Ronda Rousey on Mile 22, Mark Wahlberg & Changing Hollywood’s Perception

Ronda Rousey

The UFC star-turned actress opens up about her transition from the octagon to Hollywood.

Best known for her prowess in the ring, Olympic medalist, UFC and WWE star, Ronda Rousey, has been making a name for herself in Hollywood of late. Following her film debut in The Expendables in 2014, she has since made her mark in Furious 7 and enjoyed a winning turn in the Entourage movie. With Mile 22, the new film director Peter Berg starring Mark Wahlberg, Rousey now enjoys her most challenging role yet. “I think with Ronda you kind of expect her in an action movie to just be ‘doing Ronda’ and beating the crap out of everybody,” says Wahlberg of his co-star. “But I think her dramatic performance here is one of the great surprises in the movie.”

In Mile 22 (which is also one of our must-watch movies of September), Rousey stars as the no-nonsense Sam Snow, part of an elite paramilitary unit headed by Wahlberg’s Jimmy Silva, charged with transporting foreign intelligence asset Li Noor (The Raid’s Iko Uwais), from the relative safety of a US Embassy in Southeast Asia to an airfield for extraction – a distance of 22 miles from the city centre. Their mission, of course, proves hardly a walk in the park. With Noor holding the key to encrypted information needed to prevent an imminent terrorist attack in exchange for safe transport to the US, Silva’s team must fight their way, mile by mile, through a dangerous urban landscape as local forces close in, determined to prevent his escape.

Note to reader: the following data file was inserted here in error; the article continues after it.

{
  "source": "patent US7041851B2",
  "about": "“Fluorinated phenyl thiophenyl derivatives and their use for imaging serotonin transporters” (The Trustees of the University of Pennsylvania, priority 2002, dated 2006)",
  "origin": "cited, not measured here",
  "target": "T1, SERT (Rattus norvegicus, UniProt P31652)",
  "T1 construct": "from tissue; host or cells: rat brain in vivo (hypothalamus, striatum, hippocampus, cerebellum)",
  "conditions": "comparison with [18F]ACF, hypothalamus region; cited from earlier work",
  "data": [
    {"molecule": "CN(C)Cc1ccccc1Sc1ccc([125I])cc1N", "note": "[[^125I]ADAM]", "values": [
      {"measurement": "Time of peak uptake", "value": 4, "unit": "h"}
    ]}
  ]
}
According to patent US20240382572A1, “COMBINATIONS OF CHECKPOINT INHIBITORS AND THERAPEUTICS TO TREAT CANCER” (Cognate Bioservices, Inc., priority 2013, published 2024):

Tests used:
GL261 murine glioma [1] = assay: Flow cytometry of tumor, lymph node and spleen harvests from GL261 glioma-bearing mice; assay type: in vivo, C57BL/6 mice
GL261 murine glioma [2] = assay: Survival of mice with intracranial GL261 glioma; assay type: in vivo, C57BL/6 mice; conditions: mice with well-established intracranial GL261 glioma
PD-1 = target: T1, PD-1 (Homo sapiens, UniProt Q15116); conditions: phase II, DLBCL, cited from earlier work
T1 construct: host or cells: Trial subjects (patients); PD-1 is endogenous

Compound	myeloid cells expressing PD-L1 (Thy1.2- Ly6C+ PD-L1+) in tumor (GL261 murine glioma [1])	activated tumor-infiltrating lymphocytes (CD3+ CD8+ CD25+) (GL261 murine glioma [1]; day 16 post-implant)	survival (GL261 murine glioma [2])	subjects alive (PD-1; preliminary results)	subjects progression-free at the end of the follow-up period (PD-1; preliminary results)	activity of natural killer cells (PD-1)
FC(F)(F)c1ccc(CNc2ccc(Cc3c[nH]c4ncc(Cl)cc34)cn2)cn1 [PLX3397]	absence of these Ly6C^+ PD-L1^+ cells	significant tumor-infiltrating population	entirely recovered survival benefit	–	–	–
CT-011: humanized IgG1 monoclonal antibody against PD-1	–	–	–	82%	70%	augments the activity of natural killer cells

Rousey met with the press in Los Angeles, where she discussed the making of the film and her burgeoning acting career, as Mile 22 readied for its US premiere.

How did your involvement in Mile 22 come about?

“I was actually part of this film since the day Pete (director, Peter Berg) thought of it. For me it’s the first time I’ve ever been part of a film right from its conception through to its release. At the time he was helping someone do a Crouching Tiger, Hidden Dragon type movie and he was just like, ‘I want to do a fight film too!’ He was thinking he wanted to do something like The Raid, as he was a big fan of Iko Uwais. ‘We’re going to make a version of The Raid with you and Iko!’ At that time, the script was called, ‘The Assault’, or something like that, and it was completely unrelated to Mile 22… Eventually, with Mark in the mix, they completely rewrote the script and made it into the big budget film that it is today. I think the only original thing that stayed was that [Lauren Cohan’s character, Alice] had a daughter named ‘India’.”

You’re also not doing any fighting in the film.

“No, not at all. And that’s completely intentional. Pete really believed in me in the way that I’ve been trying to get other people to – you know, that there’s more to me than just a fighter. Pete really had confidence in me. And he ultimately wanted me specifically in a role that wasn’t just some invincible badass that fights. He wanted something more from me, and for people to actually see that I’m growing as an actor. That I can hold my own in a film like this. That there’s more to me than just a tough chick.”

Was there a part of you, though, that wanted to throw down?

“I really wanted to because of Iko. His fighting style is just so amazing, unique and different from mine, that I really believe that the two of us collaborating… we really could create something. I think personally we could revolutionise the whole martial arts film genre if we ever got that opportunity. But I think that’s also what people would expect in this film.”